If you have more than $1,000 in cash in a savings account, congratulations, you’re part of a thrifty minority in America. According to a survey by GOBankingRates.com and supported by data from the Federal Reserve a 62% majority of Americans are living on the financial edge and 21% don’t even have a savings account. Looking deeper at the numbers can provide clues as to why so many people are living on the edge.
Bizarrely, nearly the same percentage of Americans, 60%, report that they’re doing okay financially. If 62% of people have less than $1,000 in savings, and 60% report that they’re doing okay financially, statistically that means there has some overlap in those numbers. The inescapable conclusion is that a sizeable fraction of the American public has no savings and no emergency fund, yet still think they’re doing okay. How can this be?
Lack of Financial Education
When asked where they would get money to cover an emergency hospital bill or a $500 car repair, nearly a third said they would not pay some other bill. Another 12% are using credit cards as an emergency fund and 16% would borrow it from relatives. It’s hard to figure out what bills are being skipped to cover emergency expenses, but it’s likely that means skipping a credit card bill or revolving debt payment for some. That is just crazy. That kind of financial tightrope stems from a complete lack of basic financial management skills.
Trusting In Their House
Too many people are trusting in their house and retirement accounts to get through emergencies. The obvious problem with that is houses are difficult to sell in most markets and it takes a long time to convert one into cash. Plus we got a lesson in 2007 that a vastly inflated housing market, like we’re seeing today, can crater virtually overnight. Owner occupied homes are historically terrible investments and definitely no substitute for savings.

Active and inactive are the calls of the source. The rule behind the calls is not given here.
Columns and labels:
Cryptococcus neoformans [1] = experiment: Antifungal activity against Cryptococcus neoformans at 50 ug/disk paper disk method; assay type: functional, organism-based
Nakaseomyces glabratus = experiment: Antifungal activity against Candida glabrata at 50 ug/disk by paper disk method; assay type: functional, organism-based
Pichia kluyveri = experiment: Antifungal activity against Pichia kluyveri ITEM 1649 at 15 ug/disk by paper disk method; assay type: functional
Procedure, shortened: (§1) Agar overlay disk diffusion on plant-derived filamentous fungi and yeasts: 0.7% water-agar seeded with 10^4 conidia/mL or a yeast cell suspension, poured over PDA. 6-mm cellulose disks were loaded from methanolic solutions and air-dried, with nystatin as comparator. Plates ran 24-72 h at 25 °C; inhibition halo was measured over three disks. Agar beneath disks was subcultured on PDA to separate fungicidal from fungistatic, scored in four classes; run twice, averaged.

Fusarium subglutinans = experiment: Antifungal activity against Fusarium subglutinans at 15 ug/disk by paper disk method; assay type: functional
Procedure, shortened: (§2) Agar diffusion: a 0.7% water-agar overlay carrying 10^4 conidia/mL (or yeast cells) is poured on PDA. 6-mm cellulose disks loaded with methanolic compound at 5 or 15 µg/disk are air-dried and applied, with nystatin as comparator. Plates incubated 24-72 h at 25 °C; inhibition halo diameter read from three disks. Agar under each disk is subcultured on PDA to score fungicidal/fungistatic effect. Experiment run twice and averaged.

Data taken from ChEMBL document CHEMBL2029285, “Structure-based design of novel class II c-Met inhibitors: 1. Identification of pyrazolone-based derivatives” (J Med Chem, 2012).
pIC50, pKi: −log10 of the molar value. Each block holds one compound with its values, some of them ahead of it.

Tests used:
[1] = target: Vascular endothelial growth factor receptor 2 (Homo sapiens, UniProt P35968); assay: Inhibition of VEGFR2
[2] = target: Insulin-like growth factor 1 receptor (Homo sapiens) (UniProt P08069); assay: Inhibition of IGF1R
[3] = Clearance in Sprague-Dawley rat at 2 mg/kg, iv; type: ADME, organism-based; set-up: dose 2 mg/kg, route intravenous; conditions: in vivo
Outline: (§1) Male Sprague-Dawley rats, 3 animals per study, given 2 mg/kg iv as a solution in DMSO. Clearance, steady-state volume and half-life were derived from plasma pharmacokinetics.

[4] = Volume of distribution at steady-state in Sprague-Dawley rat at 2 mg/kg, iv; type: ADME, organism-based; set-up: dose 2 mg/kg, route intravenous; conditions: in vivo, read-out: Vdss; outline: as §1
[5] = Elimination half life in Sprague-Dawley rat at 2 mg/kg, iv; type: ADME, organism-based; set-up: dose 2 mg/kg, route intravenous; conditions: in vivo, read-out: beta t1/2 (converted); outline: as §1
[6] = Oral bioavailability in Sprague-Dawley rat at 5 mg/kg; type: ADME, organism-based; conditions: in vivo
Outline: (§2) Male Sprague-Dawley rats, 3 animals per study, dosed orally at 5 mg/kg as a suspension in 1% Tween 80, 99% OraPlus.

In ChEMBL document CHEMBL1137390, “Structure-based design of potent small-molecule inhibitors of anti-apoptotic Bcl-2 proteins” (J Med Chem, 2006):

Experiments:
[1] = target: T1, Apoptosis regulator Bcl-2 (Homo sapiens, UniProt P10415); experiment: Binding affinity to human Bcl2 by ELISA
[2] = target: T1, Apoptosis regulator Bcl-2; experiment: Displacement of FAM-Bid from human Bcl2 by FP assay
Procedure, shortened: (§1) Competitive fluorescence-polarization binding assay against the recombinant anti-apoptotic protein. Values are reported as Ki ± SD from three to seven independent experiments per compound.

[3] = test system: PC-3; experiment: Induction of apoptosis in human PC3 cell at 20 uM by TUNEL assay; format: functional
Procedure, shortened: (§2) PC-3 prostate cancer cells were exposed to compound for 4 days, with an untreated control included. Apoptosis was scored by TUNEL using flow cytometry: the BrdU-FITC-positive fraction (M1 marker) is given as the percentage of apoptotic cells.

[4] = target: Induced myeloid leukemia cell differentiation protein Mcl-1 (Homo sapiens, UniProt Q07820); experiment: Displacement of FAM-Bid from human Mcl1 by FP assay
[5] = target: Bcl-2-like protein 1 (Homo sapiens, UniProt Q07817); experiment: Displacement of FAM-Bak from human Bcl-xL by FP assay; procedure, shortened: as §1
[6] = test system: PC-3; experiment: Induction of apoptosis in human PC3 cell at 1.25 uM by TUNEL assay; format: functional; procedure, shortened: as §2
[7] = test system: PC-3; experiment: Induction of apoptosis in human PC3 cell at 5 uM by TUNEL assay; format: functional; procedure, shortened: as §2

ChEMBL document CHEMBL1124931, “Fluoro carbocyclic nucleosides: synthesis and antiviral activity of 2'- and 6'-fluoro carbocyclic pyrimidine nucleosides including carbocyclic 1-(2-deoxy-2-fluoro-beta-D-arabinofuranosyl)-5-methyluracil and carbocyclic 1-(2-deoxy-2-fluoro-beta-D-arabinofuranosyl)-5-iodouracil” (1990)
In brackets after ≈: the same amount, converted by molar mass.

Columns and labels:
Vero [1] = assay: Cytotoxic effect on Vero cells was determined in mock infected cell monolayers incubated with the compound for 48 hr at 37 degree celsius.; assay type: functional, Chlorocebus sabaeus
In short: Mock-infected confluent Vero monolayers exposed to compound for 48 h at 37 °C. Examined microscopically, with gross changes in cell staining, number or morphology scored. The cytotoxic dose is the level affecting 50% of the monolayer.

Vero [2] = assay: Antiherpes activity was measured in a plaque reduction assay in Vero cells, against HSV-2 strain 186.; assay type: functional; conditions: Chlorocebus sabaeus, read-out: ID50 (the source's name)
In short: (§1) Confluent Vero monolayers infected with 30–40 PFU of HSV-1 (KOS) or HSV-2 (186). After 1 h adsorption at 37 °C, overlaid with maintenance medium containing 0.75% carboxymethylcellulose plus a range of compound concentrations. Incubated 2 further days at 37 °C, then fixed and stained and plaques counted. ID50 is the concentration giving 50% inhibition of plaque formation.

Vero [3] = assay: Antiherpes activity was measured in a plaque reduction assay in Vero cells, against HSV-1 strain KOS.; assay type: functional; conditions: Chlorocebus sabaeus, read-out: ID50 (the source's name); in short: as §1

Raiding Retirement Accounts
Taking money out of retirement accounts before you’re at retirement age results in hefty penalties from the IRS that can run 20% of the money you borrow. That devastating blow to your retirement savings that will take you years to recover. By not having savings too many Americans are leaving themselves with really poor options for handling big emergencies. Going into debt, raiding a retirement account or a home equity loan are the absolute worst ways to raise money.
Stop This Madness
If you’re one of those people with less than $1,000 in savings, change course today, right now. The economy is doing great at the moment and unemployment is low. This is the time. If you don’t have a savings account, step one is opening one. Next make a spreadsheet of all your expenses and track every penny. Then start making some hard calls about what you can live without. Take the money you save from giving up those daily indulgences and stick it into savings. My wife and discovered she was spending a fortune getting her hair colored, so I learned to color hair and that saved us a bundle.
Don’t stop at $1,000, keep going until you reach $3,000 and then start paying off your debts. At first it doesn’t seem like you’re getting anywhere and, the next thing you know, you’re writing the last check. Every long journey starts with that one tough step.